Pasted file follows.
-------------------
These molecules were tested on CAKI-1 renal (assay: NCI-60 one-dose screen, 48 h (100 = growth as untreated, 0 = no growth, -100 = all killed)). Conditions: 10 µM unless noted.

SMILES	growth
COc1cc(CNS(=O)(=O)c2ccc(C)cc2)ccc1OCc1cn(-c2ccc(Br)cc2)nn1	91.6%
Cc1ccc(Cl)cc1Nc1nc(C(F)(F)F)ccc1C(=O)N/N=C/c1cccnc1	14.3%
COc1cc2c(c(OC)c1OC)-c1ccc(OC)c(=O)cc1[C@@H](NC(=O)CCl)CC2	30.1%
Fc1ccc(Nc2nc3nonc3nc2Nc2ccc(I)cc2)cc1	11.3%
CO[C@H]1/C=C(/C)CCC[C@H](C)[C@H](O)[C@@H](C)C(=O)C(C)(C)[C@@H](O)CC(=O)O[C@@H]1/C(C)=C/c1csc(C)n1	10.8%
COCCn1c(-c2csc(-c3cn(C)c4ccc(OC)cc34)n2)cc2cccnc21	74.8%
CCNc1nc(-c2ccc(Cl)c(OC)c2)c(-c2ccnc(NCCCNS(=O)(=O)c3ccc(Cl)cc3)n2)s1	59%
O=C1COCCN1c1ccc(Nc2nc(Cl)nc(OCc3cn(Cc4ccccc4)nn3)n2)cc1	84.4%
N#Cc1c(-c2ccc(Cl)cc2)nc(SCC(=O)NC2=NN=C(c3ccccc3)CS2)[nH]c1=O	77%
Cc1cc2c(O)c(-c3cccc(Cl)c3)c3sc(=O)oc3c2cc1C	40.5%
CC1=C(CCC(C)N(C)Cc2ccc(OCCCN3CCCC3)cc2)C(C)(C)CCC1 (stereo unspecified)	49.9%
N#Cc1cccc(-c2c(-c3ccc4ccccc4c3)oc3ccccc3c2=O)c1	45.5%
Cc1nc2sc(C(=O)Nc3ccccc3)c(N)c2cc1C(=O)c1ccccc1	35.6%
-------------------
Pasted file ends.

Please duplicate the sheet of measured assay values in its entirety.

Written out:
These molecules were tested on CAKI-1 renal (assay: NCI-60 one-dose screen, 48 h (100 = growth as untreated, 0 = no growth, -100 = all killed)). Conditions: 10 µM unless noted.

SMILES	growth
COc1cc(CNS(=O)(=O)c2ccc(C)cc2)ccc1OCc1cn(-c2ccc(Br)cc2)nn1	91.6%
Cc1ccc(Cl)cc1Nc1nc(C(F)(F)F)ccc1C(=O)N/N=C/c1cccnc1	14.3%
COc1cc2c(c(OC)c1OC)-c1ccc(OC)c(=O)cc1[C@@H](NC(=O)CCl)CC2	30.1%
Fc1ccc(Nc2nc3nonc3nc2Nc2ccc(I)cc2)cc1	11.3%
CO[C@H]1/C=C(/C)CCC[C@H](C)[C@H](O)[C@@H](C)C(=O)C(C)(C)[C@@H](O)CC(=O)O[C@@H]1/C(C)=C/c1csc(C)n1	10.8%
COCCn1c(-c2csc(-c3cn(C)c4ccc(OC)cc34)n2)cc2cccnc21	74.8%
CCNc1nc(-c2ccc(Cl)c(OC)c2)c(-c2ccnc(NCCCNS(=O)(=O)c3ccc(Cl)cc3)n2)s1	59%
O=C1COCCN1c1ccc(Nc2nc(Cl)nc(OCc3cn(Cc4ccccc4)nn3)n2)cc1	84.4%
N#Cc1c(-c2ccc(Cl)cc2)nc(SCC(=O)NC2=NN=C(c3ccccc3)CS2)[nH]c1=O	77%
Cc1cc2c(O)c(-c3cccc(Cl)c3)c3sc(=O)oc3c2cc1C	40.5%
CC1=C(CCC(C)N(C)Cc2ccc(OCCCN3CCCC3)cc2)C(C)(C)CCC1 (stereo unspecified)	49.9%
N#Cc1cccc(-c2c(-c3ccc4ccccc4c3)oc3ccccc3c2=O)c1	45.5%
Cc1nc2sc(C(=O)Nc3ccccc3)c(N)c2cc1C(=O)c1ccccc1	35.6%